Acute PE is associated with significant morbidity and mortality, and the mortality rate varies from 8% to 30% [2]. Timely assessment and treatment are critical for successful outcomes in PE patients. However, depending on the location and load of thrombus, some patients may be asymptomatic at presentation [9]. Moreover, the current methods for the diagnosis of PE are time consuming and can lead to a delay in the diagnosis and initiation of appropriate therapy. Therefore, new biological markers that can be easily and quickly assessed in PE patients are being investigated. In this study, we evaluated the prognostic value of NLR, PLR, and LMR in patients with PE, which are easy-to-assess parameters that have been shown to have a prognostic role in PE. Our logistic regression analysis showed that NLR was significantly associated with the presence of PE. Moreover, increased levels of NLR and LMR were associated with an increased mortality risk in patients with moderate-low and low-risk PE, while increased levels of PLR were associated with an increased mortality risk in patients with moderate-high and high-risk PE.

Inflammation has been proposed as the main mechanism underlying the association between PE and changes in hematologic parameters. Inflammation plays a key role in the progression of thrombosis and pathophysiology of PE [10] and the prognostic values of different hematologic parameters have been associated with inflammatory status in PE patients. Since the role of inflammation in PE is well-known, neutrophils, lymphocytes, and platelets were suggested as useful prognostic indicators in those patients [11,12]. Considering that different white blood cell types, including neutrophils, eosinophils, and monocytes, are associated with inflammation, NLR and PLR are particularly convenient as each combines two independent markers of inflammation. In addition, it was reported that patients with a high platelet count and low lymphocyte count have a higher cardiovascular mortality rate [13,14].

Karataş et al. [7] investigated the prognostic value of CBC parameters at admission in 203 patients with PE and showed that NLR and PLR were independent prognostic factors of both short- and long-term mortality, with NLR having a better prognostic value than PLR [7]. Ma et al. [15] and Kayrak et al. [16] showed that NLR can be used as a predictor of 30-day mortality in patients with acute PE. In another, recent study, NLR as well as mean platelet volume (MPV) were suggested to be useful in the early detection of acute venous thromboembolism [17]. Telo et al. [18] further showed that PLR and NLR were increased in high-risk PE patients. They indicated that PLR may have a prognostic value to predict 3-month mortality, whereas NLR may have prognostic value for in-hospital, 3th month, and total 3-month mortality [18]. According to Ertem et al. [19], LMR may also be used to predict short-term mortality in acute PE cases. Several other studies reported similar findings about the prognostic role of NLR and PLR in PE [8,20,21], suggesting that they could be routinely used in the prognostic assessment of PE.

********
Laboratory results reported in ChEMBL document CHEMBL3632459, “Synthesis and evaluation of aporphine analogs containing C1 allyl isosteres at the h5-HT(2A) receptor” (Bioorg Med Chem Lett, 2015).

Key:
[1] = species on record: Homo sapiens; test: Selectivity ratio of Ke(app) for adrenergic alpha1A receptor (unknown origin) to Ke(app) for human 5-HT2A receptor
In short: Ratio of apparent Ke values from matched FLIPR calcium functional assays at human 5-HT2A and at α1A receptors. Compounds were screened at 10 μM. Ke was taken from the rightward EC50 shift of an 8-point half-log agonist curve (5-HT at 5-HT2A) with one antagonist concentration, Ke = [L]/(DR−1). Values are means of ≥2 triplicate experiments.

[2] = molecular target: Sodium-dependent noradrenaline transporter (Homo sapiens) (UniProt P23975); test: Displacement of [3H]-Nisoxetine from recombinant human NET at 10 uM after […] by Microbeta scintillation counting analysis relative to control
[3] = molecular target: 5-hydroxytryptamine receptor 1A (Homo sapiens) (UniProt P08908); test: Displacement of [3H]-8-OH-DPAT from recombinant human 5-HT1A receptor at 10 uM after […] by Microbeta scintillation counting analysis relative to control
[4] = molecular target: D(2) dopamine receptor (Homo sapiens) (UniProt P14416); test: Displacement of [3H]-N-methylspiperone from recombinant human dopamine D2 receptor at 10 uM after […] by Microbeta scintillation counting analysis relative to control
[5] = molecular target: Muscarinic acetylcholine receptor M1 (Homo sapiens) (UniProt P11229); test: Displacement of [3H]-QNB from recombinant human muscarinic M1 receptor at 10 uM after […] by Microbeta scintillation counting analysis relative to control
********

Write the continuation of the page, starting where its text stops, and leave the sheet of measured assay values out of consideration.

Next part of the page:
Our results are consistent with the previous findings and, in addition, suggest that the risk stratification of PE patients may be critical for the selection of appropriate prognostic biomarkers. We found that NLR and LMR had a better prognostic value in lower risk PE patients, while PLR was associated with prognosis in higher risk patients. Nevertheless, our findings should be confirmed in larger studies that include more demographic, clinical, and laboratory parameters.

The major limitation of this study is the retrospective design, which significantly affected the number of parameters that could be assessed. Although the completeness of our dataset was satisfactory, a higher number of available parameters may affect the final estimation models. Another limitation of the study is the small number of included patients. A larger sample size should increase the power of statistical analyses, particularly of regression analysis. For example, although the confidence intervals in the regression analyses suggested a statistically significant estimates, a larger study population may affect the HRs even more significantly.

CONCLUSION

We found that NLR, PLR, and LMR were associated with the prognosis of patients with PE. Clinical severity of the disease should be considered when utilizing these parameters to predict patient outcomes.

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Conflict of interest statement: The authors declare no conflict of interests